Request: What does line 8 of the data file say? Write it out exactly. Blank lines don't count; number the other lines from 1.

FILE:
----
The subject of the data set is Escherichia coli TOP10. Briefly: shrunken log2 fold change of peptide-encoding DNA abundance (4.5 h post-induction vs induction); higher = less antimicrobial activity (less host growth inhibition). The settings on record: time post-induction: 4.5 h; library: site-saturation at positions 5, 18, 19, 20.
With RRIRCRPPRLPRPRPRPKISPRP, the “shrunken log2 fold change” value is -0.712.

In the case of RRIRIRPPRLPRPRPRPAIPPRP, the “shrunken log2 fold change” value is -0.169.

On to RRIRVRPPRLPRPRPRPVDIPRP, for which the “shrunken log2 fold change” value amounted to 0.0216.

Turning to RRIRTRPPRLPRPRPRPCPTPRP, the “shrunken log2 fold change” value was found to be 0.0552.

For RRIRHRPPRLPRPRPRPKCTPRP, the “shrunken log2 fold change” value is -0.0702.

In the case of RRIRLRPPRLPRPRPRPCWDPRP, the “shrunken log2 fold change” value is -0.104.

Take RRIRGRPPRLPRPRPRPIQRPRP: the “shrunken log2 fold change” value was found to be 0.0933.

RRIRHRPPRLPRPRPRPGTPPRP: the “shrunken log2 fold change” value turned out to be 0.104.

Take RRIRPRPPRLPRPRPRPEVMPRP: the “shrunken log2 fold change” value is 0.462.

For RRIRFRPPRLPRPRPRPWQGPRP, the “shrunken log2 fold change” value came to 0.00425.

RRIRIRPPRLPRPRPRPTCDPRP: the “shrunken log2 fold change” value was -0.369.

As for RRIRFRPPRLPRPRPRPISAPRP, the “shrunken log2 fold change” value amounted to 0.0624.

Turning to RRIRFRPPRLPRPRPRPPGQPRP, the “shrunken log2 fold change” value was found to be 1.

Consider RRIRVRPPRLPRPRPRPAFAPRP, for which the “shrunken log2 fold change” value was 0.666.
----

Take RRIRGRPPRLPRPRPRPIQRPRP: the “shrunken log2 fold change” value was found to be 0.0933.